Investing in new technology and making time to work on the business are both key elements of having a successful family law practice, said these three legal executives and firm owners.
Speaking recently on The Lawyers Weekly Show, produced in partnership with Plenti, Plenti legal financing head Rose Dravitzki, Australian Family Lawyers executive chairman Grant Dearlove, and Amanda Little & Associates principal solicitor Amanda Little reflected on what makes a family law practice successful post-pandemic and how to go about building a successful business.
Ms Dravitzki said that recognising the realities of the market and the space in which you’re practising can help boutique and SME family law firms structure themselves in a more beneficial way – and therefore mean they build a more successful practice.
“I’ve seen quite a few different ways that family law practice’s structure, the way they’re actually working, and the ones that sort of look at different ways of funding their matters. And don’t carry, even though there is a bit of a false economy mindset with a lot of new firms. They don’t invest in technology. They don’t look at your financing options. They don’t invest in a really good website and branding, that sort of thing. There is a bit of a false economy mindset with the smaller firms,” she said.
“So, I find the ones that really succeed and scale up quite quickly are the ones that take care of those sorts of things and know what to invest in, and know what to look at as well. We find towards the end of the year, a lot of lawyers don’t want to explore new things, new ways of practising. But when it comes to around January and February, we’ve got so many calls from people saying, ‘I need to sort this out this year. I need to stop carrying my account receivable is ridiculous. I can’t scale my business because I’ve got hundreds of thousands of dollars of carrying matters’.”
Ms Little went through a number of different structures before finding one that worked for her firm – and said that “there are points when your business will diverge, and you have that choice to remain stagnant and remain as you are, or to move and diverge with your business and grow”.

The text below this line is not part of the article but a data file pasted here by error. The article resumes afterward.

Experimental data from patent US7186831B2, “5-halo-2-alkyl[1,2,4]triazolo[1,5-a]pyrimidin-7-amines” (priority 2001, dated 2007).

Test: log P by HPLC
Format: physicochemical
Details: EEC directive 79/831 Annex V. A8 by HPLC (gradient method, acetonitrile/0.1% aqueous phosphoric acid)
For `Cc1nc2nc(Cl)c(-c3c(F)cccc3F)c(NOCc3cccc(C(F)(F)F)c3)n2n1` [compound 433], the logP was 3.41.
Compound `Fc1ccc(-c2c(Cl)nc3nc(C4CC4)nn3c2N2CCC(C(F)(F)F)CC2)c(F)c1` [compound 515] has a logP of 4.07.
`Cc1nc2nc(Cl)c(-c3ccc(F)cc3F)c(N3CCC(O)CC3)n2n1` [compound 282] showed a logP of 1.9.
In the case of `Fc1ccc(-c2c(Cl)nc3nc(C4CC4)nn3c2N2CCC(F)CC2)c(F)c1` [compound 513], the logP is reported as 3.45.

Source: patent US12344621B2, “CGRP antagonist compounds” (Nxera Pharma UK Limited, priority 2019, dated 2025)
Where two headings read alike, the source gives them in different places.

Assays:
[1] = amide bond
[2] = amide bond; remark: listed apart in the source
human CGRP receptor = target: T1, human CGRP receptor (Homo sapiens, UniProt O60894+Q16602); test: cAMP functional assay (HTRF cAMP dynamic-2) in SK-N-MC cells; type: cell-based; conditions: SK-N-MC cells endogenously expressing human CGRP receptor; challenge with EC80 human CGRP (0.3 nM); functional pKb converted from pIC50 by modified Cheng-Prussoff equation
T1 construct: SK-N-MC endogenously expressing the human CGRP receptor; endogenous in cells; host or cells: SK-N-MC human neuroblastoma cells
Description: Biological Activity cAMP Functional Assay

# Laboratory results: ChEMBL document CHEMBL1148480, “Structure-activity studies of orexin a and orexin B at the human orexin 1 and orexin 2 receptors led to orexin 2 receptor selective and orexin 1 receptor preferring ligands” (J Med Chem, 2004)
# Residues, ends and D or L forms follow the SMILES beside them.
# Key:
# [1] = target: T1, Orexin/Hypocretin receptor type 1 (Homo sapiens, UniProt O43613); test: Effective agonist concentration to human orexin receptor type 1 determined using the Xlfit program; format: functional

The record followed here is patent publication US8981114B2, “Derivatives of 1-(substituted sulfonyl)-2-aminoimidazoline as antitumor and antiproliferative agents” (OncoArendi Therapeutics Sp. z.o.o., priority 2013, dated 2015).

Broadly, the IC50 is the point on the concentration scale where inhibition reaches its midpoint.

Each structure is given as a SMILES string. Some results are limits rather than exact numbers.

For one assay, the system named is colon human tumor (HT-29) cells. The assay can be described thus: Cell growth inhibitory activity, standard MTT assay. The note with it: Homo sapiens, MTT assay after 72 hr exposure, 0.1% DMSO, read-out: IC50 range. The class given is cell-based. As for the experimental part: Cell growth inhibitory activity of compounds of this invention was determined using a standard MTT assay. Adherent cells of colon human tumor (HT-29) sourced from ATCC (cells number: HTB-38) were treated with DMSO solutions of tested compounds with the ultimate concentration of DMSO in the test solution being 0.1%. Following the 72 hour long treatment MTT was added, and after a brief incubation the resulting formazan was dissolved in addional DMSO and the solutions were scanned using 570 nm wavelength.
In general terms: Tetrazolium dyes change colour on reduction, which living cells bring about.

“For me, personally, it was when I realised that I was accepting work, knowing I would get paid, but my cash flow wasn’t sufficient. And so, for me, that meant that I had concerns regarding paying experienced staff. I can’t afford to pay people if I’m not getting paid on a regular basis and I don’t have a guaranteed income coming through.
“So, at the point where I made the decision to scale my business was probably about four years ago. And since that time, it’s gone from me and two support staff, and now there are 14 of us, and there are six senior lawyers, three of us that are accredited specialists. And so, we are very, very good at our jobs and our ethos at the firm is essentially that. If you want the best in Western Sydney, this is where you come. We’re known for that,” she explained.
“Had it not been for my understanding. I also have a background in advertising. I have a degree in advertising of business, business structures, how to hit niche market, how to target my clients, what to sell to people and how to do that. I wouldn’t have been able to identify where my areas of growth were and where the opportunities laid for me, and then be able to utilise the technology around me and access to things like Plenti, to be able to fuel that growth for me, personally.”
Generally speaking, financing can lead to a stronger business with happier staff, added Mr Dearlove.
“You can drive into new markets. At the moment, we’re opening 50 new cases a week across the nation. And each one of those has its own financial needs in terms of the client’s ability to pay the fees ongoing,” he said.
“So, we’ve got a heavy focus on financing, and our team watches it carefully through our practice management system. More importantly, for us is that we’re very much a tech player as well. So, a lot of our clients come through digital channels.”
Moving forward, investing in tech is one of the biggest priorities for Ms Little – and trying to be “two to three steps ahead”.
“I think one of the traps for new people who are starting out or people who are stagnant in their business is they spend more time working in their business than working on their business,” she said.
“I spend and dedicate at least half of my week to business development activities. I am particularly tech interested. I am one of those people who build their own bots in detail and take instructions. So, for example, in our firm, we do full intakes electronically, which have been developed by myself, which are guided by clients’ answers. They come back to us with a full intake that contains all the information that we require before we even see them to know what we are working into, who we’re talking to, what drives them, what are their legal issues? What are the avenues that we’ve got available to us?
“So, for me, technologies absolutely go into a successful law firm. And I have worked with many different types of people, and I’ve worked at many different types of firms before opening my own firm. And I know a lot of people get comfortable with what they know, and change is hard, and they struggle with the idea that there are other ways to do things which are far more productive and effective.”
The transcript of this podcast episode was slightly edited for publishing purposes. To listen to the full conversation with Rose Dravitzki, Grant Dearlove and Amanda Little, click below: